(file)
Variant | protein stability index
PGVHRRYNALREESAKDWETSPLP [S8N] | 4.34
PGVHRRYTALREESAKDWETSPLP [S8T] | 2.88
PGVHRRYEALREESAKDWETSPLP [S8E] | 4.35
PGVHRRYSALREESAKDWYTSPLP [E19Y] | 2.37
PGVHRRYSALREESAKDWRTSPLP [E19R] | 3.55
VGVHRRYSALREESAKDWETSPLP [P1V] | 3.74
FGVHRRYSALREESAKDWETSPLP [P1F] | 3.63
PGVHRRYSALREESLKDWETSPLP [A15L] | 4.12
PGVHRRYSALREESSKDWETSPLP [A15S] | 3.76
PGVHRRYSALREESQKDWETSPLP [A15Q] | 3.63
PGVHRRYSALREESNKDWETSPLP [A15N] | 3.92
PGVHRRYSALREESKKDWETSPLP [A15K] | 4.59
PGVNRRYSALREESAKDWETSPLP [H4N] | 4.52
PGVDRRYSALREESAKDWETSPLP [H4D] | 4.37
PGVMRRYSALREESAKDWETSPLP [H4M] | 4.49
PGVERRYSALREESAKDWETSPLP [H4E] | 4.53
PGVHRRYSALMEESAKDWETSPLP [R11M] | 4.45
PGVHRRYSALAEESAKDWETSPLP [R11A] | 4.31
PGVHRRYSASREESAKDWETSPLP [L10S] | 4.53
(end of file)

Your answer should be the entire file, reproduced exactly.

Variant | protein stability index
PGVHRRYNALREESAKDWETSPLP [S8N] | 4.34
PGVHRRYTALREESAKDWETSPLP [S8T] | 2.88
PGVHRRYEALREESAKDWETSPLP [S8E] | 4.35
PGVHRRYSALREESAKDWYTSPLP [E19Y] | 2.37
PGVHRRYSALREESAKDWRTSPLP [E19R] | 3.55
VGVHRRYSALREESAKDWETSPLP [P1V] | 3.74
FGVHRRYSALREESAKDWETSPLP [P1F] | 3.63
PGVHRRYSALREESLKDWETSPLP [A15L] | 4.12
PGVHRRYSALREESSKDWETSPLP [A15S] | 3.76
PGVHRRYSALREESQKDWETSPLP [A15Q] | 3.63
PGVHRRYSALREESNKDWETSPLP [A15N] | 3.92
PGVHRRYSALREESKKDWETSPLP [A15K] | 4.59
PGVNRRYSALREESAKDWETSPLP [H4N] | 4.52
PGVDRRYSALREESAKDWETSPLP [H4D] | 4.37
PGVMRRYSALREESAKDWETSPLP [H4M] | 4.49
PGVERRYSALREESAKDWETSPLP [H4E] | 4.53
PGVHRRYSALMEESAKDWETSPLP [R11M] | 4.45
PGVHRRYSALAEESAKDWETSPLP [R11A] | 4.31
PGVHRRYSASREESAKDWETSPLP [L10S] | 4.53